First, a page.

The Rural Health Research Center at the MU School of Medicine is teaming up with researchers from Washington University to host a day-long event that will engage leaders from public health, health care, community organizations and academia about the use of digital interventions to promote positive health behaviors in rural areas.
The goal of the symposium is to discuss new and existing collaborative research opportunities that aim to prevent and address chronic disease through nutrition and exercise. The panels and discussions will focus on the development of clinic-community partnerships, identifying and disseminating innovative digital health interventions and leveraging existing community organizations and academic networks to improve health outcome for rural Missourians.
Jing Li, MD, DrPH, MS, an associate professor in the Washington University School of Medicine, is a co-chair of the symposium.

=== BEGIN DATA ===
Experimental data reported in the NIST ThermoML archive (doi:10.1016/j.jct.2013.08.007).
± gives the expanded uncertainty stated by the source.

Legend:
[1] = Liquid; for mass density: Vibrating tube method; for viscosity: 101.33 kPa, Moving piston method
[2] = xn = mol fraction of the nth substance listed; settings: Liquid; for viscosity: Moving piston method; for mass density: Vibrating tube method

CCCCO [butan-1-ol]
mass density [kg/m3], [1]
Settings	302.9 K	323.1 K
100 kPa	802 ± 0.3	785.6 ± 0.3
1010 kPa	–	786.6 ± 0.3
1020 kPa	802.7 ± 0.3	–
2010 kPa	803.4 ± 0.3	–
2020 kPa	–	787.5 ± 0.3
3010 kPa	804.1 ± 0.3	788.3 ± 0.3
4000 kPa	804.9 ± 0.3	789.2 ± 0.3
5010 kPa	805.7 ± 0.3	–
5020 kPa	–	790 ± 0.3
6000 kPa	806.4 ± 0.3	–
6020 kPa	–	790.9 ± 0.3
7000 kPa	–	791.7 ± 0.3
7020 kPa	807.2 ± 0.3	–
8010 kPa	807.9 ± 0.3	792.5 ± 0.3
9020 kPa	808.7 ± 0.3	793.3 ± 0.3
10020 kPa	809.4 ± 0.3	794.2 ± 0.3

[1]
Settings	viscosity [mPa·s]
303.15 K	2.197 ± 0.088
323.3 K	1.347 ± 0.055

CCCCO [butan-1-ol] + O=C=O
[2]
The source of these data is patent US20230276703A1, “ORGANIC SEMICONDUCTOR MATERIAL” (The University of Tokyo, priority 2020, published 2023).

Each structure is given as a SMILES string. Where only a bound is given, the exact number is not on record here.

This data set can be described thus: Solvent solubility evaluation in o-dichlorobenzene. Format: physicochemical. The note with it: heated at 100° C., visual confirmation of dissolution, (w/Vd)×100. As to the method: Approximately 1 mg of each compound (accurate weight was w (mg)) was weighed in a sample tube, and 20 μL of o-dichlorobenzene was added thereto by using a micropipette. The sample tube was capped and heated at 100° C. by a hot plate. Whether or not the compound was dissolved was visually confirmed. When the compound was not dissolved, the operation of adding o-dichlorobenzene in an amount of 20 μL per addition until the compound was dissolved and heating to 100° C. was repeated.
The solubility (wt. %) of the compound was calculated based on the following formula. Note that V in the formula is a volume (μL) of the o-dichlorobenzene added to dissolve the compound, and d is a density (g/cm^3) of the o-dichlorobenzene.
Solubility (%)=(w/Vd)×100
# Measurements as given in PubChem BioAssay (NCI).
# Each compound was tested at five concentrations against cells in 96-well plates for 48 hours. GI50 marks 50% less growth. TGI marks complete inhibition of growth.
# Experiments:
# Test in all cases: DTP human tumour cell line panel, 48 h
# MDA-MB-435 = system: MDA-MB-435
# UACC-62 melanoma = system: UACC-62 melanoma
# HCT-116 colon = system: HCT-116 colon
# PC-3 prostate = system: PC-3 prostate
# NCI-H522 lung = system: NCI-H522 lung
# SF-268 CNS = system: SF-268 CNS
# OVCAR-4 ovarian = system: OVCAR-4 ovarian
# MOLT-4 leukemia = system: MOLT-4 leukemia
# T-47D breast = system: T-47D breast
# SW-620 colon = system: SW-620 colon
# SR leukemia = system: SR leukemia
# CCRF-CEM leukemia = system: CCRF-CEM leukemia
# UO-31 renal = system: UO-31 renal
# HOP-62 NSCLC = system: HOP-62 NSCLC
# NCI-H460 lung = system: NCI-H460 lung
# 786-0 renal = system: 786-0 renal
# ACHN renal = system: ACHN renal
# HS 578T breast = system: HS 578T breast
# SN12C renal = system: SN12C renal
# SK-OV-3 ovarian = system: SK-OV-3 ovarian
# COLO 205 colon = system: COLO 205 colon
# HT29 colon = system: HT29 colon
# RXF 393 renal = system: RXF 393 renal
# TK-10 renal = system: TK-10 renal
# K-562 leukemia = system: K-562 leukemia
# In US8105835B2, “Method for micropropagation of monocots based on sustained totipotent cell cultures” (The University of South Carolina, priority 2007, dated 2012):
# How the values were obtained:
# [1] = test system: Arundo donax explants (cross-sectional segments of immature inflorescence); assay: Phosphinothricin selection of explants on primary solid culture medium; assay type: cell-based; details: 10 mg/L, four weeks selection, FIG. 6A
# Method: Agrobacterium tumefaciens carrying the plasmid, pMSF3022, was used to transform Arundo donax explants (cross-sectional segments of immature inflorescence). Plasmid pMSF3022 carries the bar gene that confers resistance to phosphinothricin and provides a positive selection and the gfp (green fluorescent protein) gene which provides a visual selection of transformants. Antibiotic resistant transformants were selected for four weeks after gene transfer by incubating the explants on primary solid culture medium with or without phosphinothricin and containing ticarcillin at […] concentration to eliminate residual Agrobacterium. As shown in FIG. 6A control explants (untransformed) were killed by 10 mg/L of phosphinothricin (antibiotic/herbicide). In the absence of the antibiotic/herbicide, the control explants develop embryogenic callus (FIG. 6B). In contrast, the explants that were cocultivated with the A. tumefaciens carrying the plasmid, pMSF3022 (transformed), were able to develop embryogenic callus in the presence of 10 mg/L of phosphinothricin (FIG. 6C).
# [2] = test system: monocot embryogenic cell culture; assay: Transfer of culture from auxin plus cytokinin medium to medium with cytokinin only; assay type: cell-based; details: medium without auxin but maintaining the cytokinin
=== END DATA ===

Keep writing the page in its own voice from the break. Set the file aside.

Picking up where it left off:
“There is growing evidence that digital interventions can successfully affect meaningful changes in health-related behavior,” Li said. “However, the majority of qualitative and quantitative research has been conducted in urban and suburban settings. It is essential to understand the adoption and implementation of digital health interventions within rural communities.”
In Missouri and across the nation, rural residents have poorer health outcomes than people who live in urban and suburban areas. Rural-urban health disparities are attributed to several factors, including health care access, economic opportunity, rates of smoking, physical inactivity and nutrition.
Kevin Everett, PhD is an associate professor of Family and Community Medicine and co-director of the Rural Health Research Center. He’s also co-chairing the event.
“This symposium offers a great opportunity for knowledge exchange between researchers and rural stakeholders,” Everett said. “My hope is the networking and exchange of ideas at this meeting leads to future collaboration and research to improve health and quality of life in rural communities.”
This event is sponsored by the Center for Dissemination and Implementation at the Washington University Institute for Public Health.